MV: Couldn’t have said it better. I love live albums. That flash in time, recorded.

How does the dynamic within Melting Hand differ from those of your myriad other bands – BONG or Luminous Bodies for example?

GW: In Luminous Bodies I write a lot of the music, most of the lyrics, and I’m the ‘frontman’, so I feel under more pressure than with Melting Hand. Playing bass with Tom Fug’s drumming in Melting Hand is an intense experience of being simultaneously relaxed and totally focused – see The Path To The Deathless by Ajahn Sumedho. That’s completely different to the experience of fronting Luminous Bodies, bristling with an energy, right on the edge of collapse. Both are flying but one’s calm floating and the other’s terrifying free-fall.

MV: I feed off each member’s musicianship. The better the player, the more I can do. Tom is an awesome drummer, Gordon can play anything, and so on. Everyone wants to be there and puts their all into every performance. I respect that more than anything. I’ve played with a few musicians that just do the bare minimum to get by, which can be soul crushing for me.

Gordon, can you tell me a bit about the label you run, Hominid Sounds?

GW: Yeah! The label’s run by Wayne, Matt Ridout (Casual Nun), Graham Dyer (legendary gig-goer) and me. We’ve been putting out stuff for just over a year now and it’s going just the way we wanted it to. Our plan was – and is – to put out records and tapes by underground bands we like and make enough money back to finance the next release. We’ve got some right bangers, nodders and weirdos roughly in the rock, punk, electronic and free jazz genres. The latest is by Newcastle’s Blom. Check us out on Bandcamp!

What was recording the new album like? Was there anything you did differently from your previous record, High Collider?

GW: The process was the same: Tom and I rehearsed our parts alone until we could provide the others with a solid bedrock to work on. Then we rehearsed the band together and went in to record – one day, mostly first takes. The main differences have been that the band at that time was just Mike, Tom and me. This meant that I put some of the guitar down as well as bass and that, over a few weeks, we’ve had overdubs come in from all over the place. Tom and I working together, Mike and Marion recording individually and we’ve also had contributions from Sinead Young (Lower Slaughter) and Jonny Halifax (& The Howling Truth) from their own studios that are pretty special. We’re still working on stitching all the bits together with Wayne.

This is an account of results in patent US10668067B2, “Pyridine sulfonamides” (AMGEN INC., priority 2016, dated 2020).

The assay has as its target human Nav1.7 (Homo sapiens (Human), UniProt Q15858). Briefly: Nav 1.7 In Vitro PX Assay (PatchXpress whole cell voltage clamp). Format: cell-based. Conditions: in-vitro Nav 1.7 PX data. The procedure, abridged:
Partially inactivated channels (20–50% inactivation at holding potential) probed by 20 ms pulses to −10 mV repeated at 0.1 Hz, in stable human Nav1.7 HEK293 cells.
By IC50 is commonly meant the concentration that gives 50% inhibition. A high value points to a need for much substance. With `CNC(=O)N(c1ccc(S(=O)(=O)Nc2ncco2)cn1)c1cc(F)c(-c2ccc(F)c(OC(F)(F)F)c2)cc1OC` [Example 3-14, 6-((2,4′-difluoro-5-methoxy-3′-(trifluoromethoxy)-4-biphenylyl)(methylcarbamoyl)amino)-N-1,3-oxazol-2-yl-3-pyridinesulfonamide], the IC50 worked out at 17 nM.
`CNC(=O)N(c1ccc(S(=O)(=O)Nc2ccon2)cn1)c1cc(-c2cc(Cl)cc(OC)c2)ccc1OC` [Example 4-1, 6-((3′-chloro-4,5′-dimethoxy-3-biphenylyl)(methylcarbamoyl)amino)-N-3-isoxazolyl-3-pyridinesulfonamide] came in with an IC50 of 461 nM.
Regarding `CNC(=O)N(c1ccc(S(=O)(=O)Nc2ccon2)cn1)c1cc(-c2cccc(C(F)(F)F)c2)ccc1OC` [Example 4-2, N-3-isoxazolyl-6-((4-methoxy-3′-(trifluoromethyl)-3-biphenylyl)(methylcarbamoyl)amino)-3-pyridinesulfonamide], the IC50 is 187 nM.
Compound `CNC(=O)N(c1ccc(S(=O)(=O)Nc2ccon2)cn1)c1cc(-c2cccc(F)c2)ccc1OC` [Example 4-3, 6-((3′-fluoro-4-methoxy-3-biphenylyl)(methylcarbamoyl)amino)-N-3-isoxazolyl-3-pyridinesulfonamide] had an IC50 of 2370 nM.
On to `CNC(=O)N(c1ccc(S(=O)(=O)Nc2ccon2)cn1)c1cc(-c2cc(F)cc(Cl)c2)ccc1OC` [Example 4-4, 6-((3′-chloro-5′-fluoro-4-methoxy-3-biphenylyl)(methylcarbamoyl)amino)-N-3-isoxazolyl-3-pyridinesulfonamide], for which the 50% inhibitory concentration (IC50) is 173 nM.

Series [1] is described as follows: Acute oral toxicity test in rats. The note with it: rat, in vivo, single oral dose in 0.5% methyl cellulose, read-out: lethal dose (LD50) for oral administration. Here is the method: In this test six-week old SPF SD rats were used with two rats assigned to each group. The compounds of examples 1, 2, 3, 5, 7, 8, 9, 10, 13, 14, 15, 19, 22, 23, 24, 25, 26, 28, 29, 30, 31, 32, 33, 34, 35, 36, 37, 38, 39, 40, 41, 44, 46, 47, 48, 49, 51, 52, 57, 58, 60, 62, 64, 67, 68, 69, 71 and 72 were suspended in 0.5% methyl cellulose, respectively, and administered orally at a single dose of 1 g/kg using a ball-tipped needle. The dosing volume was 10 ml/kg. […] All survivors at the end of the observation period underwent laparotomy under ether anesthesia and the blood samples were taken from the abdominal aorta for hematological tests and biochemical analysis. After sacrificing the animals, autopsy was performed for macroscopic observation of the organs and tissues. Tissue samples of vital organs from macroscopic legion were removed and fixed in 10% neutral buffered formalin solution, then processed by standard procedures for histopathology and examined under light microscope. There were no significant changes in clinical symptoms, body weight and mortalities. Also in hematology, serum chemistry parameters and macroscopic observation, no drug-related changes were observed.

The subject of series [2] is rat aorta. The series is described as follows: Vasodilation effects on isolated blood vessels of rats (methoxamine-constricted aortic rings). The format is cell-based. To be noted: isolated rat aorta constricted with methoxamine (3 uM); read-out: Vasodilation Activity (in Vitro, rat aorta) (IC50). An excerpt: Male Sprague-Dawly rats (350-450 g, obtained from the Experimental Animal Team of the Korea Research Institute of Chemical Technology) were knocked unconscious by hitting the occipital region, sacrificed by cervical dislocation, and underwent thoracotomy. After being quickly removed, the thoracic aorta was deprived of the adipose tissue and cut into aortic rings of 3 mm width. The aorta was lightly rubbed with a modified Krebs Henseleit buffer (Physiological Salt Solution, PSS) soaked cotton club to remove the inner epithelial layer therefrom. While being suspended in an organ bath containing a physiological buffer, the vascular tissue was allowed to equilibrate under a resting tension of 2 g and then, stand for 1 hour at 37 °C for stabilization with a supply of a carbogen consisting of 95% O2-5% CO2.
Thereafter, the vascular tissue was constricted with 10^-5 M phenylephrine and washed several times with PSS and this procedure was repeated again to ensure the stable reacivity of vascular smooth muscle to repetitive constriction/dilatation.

All members play in bands from the weirder end of the spectrum, and Melting Hand are the epitome of transcendentally noisy music – is it safe assume your next record isn’t going to be piano ballads?

GW: Actually the new album sounds a bit calmer than High Collider in places. There’s plenty of weird shit in there, and all-out noise, and there’s some Can-like funk and jazz grooves that weren’t on the first one. We’ve covered Joe Henderson’s ‘Earth’ from the ’73 album The Elements. It’s quite the epic, including Ken Nash’s narration read by Sinead. I foolishly attempt to interpret the great Charlie Haden’s bass. Really, I should have known better!

Mike, you describe yourself as an experimenter in ‘maximalist guitar’. I can make an educated guess at what you mean here, but can you elaborate?

MV: All of my music, bands and projects all involve the extreme side of guitar playing. Everything on full, heavily effected and distorted. Ultrasonics are only achieved only through maximum output. It seemed like a fitting title at the time.

Gordon, in an interview with Echoes and Dust from a few years ago you mentioned your intention to get ‘much more involved in civil disobedience’. Successful?

GW: No, I failed.

You guys have both played Desertfest before in different bands. What do you like about the festival?

MV: Desertfest are really accommodating with equipment, plus the crew at all stages are really attentive to detail during soundchecks and pre-show setup. I really love some of the ale in The Black Heart as well, nice drop and selection.

What can be expected from your set at Desertfest next weekend?

GW: Mostly stuff from the forthcoming album, with extra Wayne Adams. My bottom-end will be rumbling and fuzz-soaked (unless I get some Imodium). Mike’s guitar will be soaring and slicing your inner space. Tom’s drums will be simultaneously sublime and thunderous. Marion’s guitars will be icy and drenched in reverb. Wayne’s synths will be twisting and drilling like a spice worm. We’ll be doing as much as we can to ride a wave of cosmic bliss, if that’s at all possible on a Friday afternoon in The Black Heart with a stage manager hurrying us up.

MV: New songs, feedback, grooves and a general air of waster blues.

Melting Hand perform at Desertfest this Friday on the The Quietus stage at The Black Heart. For more info and tickets, visit the Desertfest website.